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The injured brain interacts reciprocally with scaffolds seeded with neural stem cells to reconstitute lost tissue.

Authors
 Kook In Park  ;  Yang D. Teng  ;  Evan Y. Snyder 
Citation
 Nature Biotechnology, Vol.20(11) : 1111-1117, 2002 
Journal Title
 Nature Biotechnology 
ISSN
 1087-0156 
Issue Date
2002
Abstract
Hypoxic-ischemic injury is a prototype for insults characterized by extensive tissue loss. Seeding neural stem cells (NSCs) onto a polymer scaffold that was subsequently implanted into the infarction cavities of mouse brains injured by hypoxia-ischemia allowed us to observe the multiple reciprocal interactions that spontaneously ensue between NSCs and the extensively damaged brain: parenchymal loss was dramatically reduced, an intricate meshwork of many highly arborized neurites of both host- and donor-derived neurons emerged, and some anatomical connections appeared to be reconstituted. The NSC–scaffold complex altered the trajectory and complexity of host cortical neurites. Reciprocally, donor-derived neurons were seemingly capable of directed, target-appropriate neurite outgrowth (extending axons to the opposite hemisphere) without specific external instruction, induction, or genetic manipulation of host brain or donor cells. These “biobridges” appeared to unveil or augment a constitutive reparative response by facilitating a series of reciprocal interactions between NSC and host, including promoting neuronal differentiation, enhancing the elaboration of neural processes, fostering the re-formation of cortical tissue, and promoting connectivity. Inflammation and scarring were also reduced, facilitating reconstitution.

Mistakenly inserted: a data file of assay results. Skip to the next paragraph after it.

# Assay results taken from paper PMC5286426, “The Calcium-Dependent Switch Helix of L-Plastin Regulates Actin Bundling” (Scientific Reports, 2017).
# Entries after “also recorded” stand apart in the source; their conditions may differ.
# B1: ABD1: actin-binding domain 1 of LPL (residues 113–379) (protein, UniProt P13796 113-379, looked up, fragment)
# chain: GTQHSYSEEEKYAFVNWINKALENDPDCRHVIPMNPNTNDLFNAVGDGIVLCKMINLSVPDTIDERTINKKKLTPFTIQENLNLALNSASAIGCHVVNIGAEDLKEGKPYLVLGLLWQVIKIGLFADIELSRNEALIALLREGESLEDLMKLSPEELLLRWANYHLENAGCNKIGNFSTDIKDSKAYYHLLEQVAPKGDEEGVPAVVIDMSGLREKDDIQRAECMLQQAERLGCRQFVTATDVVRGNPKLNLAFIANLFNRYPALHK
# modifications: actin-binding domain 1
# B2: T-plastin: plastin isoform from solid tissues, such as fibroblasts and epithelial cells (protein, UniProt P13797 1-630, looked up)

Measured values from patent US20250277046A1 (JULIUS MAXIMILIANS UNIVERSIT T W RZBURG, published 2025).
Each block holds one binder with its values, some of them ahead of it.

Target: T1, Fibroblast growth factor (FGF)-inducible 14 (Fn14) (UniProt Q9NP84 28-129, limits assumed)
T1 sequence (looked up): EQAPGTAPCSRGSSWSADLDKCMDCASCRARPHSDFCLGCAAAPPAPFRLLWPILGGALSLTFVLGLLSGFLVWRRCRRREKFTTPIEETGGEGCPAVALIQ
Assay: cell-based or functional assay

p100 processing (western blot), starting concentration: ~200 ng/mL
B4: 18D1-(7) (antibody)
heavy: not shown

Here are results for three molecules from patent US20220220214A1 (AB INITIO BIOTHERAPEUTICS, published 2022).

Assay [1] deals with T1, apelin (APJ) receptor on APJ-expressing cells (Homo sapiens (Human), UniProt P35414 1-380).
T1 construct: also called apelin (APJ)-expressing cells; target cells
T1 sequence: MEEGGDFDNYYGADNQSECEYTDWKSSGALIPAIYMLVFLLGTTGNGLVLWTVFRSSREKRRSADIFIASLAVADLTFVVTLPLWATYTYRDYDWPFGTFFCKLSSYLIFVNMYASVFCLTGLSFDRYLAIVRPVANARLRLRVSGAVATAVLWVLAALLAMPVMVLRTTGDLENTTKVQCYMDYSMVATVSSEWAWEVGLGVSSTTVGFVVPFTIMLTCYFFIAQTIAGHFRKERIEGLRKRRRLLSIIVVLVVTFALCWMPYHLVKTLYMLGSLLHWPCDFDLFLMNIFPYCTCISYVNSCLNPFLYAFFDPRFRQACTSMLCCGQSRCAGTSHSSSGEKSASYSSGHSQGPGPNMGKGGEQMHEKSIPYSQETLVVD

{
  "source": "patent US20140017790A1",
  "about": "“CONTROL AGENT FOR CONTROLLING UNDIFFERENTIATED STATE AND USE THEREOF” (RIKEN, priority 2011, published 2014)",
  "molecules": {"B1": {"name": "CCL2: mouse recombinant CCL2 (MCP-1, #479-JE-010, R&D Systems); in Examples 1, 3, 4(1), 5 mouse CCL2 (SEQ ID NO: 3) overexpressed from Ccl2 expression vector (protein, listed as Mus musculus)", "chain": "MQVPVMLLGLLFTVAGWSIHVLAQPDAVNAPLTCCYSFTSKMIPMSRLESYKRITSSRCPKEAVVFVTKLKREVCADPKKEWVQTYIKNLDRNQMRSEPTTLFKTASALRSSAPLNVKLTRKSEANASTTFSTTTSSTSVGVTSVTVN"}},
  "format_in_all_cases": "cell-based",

Full Text
http://www.nature.com/nbt/journal/v20/n11/full/nbt751.html
DOI
10.1038/nbt751
Appears in Collections:
1. College of Medicine (의과대학) > Dept. of Pediatrics (소아청소년과학교실) > 1. Journal Papers
Yonsei Authors
Park, Kook In(박국인) ORCID logo https://orcid.org/0000-0001-8499-9293
URI
https://ir.ymlib.yonsei.ac.kr/handle/22282913/144250
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